Jan 27, 2012 7:34 PM by Trovette Tottress
ALLENTOWN, Pa. (AP) - Nurses at an Allentown-area hospital improperly programmed pumps that dispense pain medication, leading three patients to suffer overdoses in 2010 and 2011, according to the Pennsylvania Health Department.
One of the patients received five times the prescribed dosage of morphine and died a day after hernia surgery, The Morning Call of Allentown reported Friday, citing a health department report.
Employees of St. Luke's Hospital told investigators the hospital did not require annual training on the computerized pumps, which allow patients to dispense medication to themselves as needed.
"The cumulative effect of these systemic problems resulted in the hospital's inability to ensure the provision of quality health care in a safe environment," the department report said.
In a statement, St. Luke's said that it reported the overdoses to appropriate regulatory agencies and took immediate steps to retrain nurses.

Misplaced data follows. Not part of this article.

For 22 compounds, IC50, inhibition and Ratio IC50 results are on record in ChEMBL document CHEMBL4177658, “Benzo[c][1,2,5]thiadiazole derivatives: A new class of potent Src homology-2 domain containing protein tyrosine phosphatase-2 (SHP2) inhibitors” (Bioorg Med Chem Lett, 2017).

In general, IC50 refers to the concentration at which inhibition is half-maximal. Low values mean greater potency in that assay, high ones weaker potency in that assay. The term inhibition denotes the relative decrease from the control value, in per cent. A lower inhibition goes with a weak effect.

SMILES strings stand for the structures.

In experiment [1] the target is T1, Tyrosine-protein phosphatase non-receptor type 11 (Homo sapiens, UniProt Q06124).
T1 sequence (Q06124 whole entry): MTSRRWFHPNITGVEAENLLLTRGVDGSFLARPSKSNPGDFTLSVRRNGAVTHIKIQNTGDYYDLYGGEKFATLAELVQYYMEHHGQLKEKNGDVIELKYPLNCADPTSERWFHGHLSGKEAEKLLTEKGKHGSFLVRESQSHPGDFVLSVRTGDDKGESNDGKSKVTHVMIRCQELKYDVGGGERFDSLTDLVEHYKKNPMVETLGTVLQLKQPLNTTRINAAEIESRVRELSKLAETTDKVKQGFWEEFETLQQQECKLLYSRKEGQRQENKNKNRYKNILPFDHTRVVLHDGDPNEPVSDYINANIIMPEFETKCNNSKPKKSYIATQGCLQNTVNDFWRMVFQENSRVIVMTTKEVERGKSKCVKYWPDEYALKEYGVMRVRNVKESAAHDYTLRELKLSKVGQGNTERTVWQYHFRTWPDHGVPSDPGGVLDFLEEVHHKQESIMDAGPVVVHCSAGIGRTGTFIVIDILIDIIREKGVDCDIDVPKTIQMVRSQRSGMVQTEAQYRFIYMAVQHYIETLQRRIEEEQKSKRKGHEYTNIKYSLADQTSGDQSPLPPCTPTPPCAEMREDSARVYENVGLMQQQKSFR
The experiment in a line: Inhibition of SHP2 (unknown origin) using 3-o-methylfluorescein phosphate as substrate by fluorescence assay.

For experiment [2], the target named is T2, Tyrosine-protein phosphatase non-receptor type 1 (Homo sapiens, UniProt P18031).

"When St. Luke's nursing staff members identified the dosing pump programming issues, the events were promptly reported to all the appropriate individuals and regulatory agencies as outlined in our Network Patient Safety Plan," said Carol Kuplen, chief nursing officer for St. Luke's Hospital & Health Network.
In the case of the morphine overdose, investigators found that a man who was supposed to get six milligrams over two hours instead received 30 milligrams from an incorrectly programmed pump. He died several hours later. A coroner ruled that he died of natural causes, saying he was morbidly obese and had an enlarged heart.
In the two other cases patients also overdosed and at least one of them required treatment, the report said.